I must confess
I still miss you, Winter.
You welcomed us with scattered snow;
we were soaked in songs.
When we poured our melodies into the night,
the stars were still
powering up their generators.
We chopped up and burned
agreements that needed no signature
as logs for our little bonfire
(but we grilled no one’s meaty reward).
The darker the night,
the thinner the sweater of dignity;
shrouded in snow,
even at cockcrow we were still sober
(in my imagination, the ale was watered-down).
I’m not happy, Winter —
I stay warm in my personal flames,
nursed by the breath of own heart;
but those who want to barbecue and bite bullets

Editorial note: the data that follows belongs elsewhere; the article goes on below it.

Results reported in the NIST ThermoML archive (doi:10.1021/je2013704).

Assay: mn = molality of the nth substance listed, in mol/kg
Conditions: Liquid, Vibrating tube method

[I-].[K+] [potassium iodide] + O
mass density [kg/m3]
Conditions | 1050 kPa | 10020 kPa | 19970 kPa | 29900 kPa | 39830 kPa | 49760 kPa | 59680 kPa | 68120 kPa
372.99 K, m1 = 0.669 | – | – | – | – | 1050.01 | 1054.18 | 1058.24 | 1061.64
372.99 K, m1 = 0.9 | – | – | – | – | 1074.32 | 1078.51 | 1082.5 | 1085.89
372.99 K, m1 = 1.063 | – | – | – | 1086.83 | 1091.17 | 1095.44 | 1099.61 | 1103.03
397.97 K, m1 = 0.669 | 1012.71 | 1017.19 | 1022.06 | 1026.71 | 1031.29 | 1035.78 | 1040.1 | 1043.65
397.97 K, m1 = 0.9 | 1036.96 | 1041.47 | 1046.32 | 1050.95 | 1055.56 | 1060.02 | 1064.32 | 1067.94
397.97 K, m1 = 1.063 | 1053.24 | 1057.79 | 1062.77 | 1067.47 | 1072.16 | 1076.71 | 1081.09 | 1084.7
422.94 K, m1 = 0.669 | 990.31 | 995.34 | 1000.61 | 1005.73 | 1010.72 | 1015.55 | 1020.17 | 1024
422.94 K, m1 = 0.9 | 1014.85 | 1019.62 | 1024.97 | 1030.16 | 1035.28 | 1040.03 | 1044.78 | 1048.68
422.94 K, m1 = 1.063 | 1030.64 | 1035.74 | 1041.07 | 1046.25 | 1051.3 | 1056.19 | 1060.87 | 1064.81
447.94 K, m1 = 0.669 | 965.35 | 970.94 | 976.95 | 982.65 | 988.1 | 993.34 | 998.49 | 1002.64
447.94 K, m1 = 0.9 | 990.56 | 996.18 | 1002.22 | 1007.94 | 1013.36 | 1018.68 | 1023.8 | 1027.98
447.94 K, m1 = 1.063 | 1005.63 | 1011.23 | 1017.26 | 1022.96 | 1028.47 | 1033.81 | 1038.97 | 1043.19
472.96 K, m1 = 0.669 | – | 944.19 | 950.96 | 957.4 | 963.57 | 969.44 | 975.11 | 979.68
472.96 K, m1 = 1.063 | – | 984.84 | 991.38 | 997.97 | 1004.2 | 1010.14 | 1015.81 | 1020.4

continue to feud with me.
— Min Ko Naing
(Trans. by Kenneth Wong)
Min Ko Naing was a leader in the student group that led the uprising and democracy movement in Myanmar (Burma) in 1988. After his arrest, he spent 15 years in prison, where he was abused and tortured. He was released from prison in November 2004, only to be re-arrested in 2006 for his pro-democracy work. He released in January 2007, but imprisoned again in November of that year. He was released as part of a presidential pardon in 2012.